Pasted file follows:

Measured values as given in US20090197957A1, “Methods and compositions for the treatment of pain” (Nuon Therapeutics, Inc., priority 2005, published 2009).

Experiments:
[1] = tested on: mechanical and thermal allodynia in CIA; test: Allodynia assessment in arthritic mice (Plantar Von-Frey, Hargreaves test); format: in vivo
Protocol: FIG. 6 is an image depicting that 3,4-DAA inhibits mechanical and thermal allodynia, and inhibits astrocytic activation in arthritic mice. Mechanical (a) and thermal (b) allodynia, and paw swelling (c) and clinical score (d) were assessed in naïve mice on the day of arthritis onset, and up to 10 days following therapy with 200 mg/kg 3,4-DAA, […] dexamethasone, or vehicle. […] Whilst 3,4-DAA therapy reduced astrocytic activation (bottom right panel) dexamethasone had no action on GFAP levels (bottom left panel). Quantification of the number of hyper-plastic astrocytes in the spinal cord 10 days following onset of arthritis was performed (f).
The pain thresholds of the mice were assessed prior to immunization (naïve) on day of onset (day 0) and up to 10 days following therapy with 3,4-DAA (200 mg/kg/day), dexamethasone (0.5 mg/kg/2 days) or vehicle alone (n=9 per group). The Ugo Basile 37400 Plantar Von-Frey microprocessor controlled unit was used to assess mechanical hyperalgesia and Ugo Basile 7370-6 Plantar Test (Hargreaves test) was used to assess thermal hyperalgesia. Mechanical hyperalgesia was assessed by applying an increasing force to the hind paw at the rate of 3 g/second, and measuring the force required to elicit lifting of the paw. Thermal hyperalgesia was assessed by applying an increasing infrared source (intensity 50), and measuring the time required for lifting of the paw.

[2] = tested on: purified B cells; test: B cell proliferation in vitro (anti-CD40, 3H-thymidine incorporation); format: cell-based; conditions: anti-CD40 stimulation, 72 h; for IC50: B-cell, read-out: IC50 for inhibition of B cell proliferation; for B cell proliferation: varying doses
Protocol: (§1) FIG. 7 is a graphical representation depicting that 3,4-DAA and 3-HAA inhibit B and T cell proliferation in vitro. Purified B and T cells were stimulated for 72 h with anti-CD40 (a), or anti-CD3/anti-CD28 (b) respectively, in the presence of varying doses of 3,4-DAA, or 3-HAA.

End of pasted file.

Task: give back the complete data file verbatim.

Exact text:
Measured values as given in US20090197957A1, “Methods and compositions for the treatment of pain” (Nuon Therapeutics, Inc., priority 2005, published 2009).

Experiments:
[1] = tested on: mechanical and thermal allodynia in CIA; test: Allodynia assessment in arthritic mice (Plantar Von-Frey, Hargreaves test); format: in vivo
Protocol: FIG. 6 is an image depicting that 3,4-DAA inhibits mechanical and thermal allodynia, and inhibits astrocytic activation in arthritic mice. Mechanical (a) and thermal (b) allodynia, and paw swelling (c) and clinical score (d) were assessed in naïve mice on the day of arthritis onset, and up to 10 days following therapy with 200 mg/kg 3,4-DAA, […] dexamethasone, or vehicle. […] Whilst 3,4-DAA therapy reduced astrocytic activation (bottom right panel) dexamethasone had no action on GFAP levels (bottom left panel). Quantification of the number of hyper-plastic astrocytes in the spinal cord 10 days following onset of arthritis was performed (f).
The pain thresholds of the mice were assessed prior to immunization (naïve) on day of onset (day 0) and up to 10 days following therapy with 3,4-DAA (200 mg/kg/day), dexamethasone (0.5 mg/kg/2 days) or vehicle alone (n=9 per group). The Ugo Basile 37400 Plantar Von-Frey microprocessor controlled unit was used to assess mechanical hyperalgesia and Ugo Basile 7370-6 Plantar Test (Hargreaves test) was used to assess thermal hyperalgesia. Mechanical hyperalgesia was assessed by applying an increasing force to the hind paw at the rate of 3 g/second, and measuring the force required to elicit lifting of the paw. Thermal hyperalgesia was assessed by applying an increasing infrared source (intensity 50), and measuring the time required for lifting of the paw.

[2] = tested on: purified B cells; test: B cell proliferation in vitro (anti-CD40, 3H-thymidine incorporation); format: cell-based; conditions: anti-CD40 stimulation, 72 h; for IC50: B-cell, read-out: IC50 for inhibition of B cell proliferation; for B cell proliferation: varying doses
Protocol: (§1) FIG. 7 is a graphical representation depicting that 3,4-DAA and 3-HAA inhibit B and T cell proliferation in vitro. Purified B and T cells were stimulated for 72 h with anti-CD40 (a), or anti-CD3/anti-CD28 (b) respectively, in the presence of varying doses of 3,4-DAA, or 3-HAA.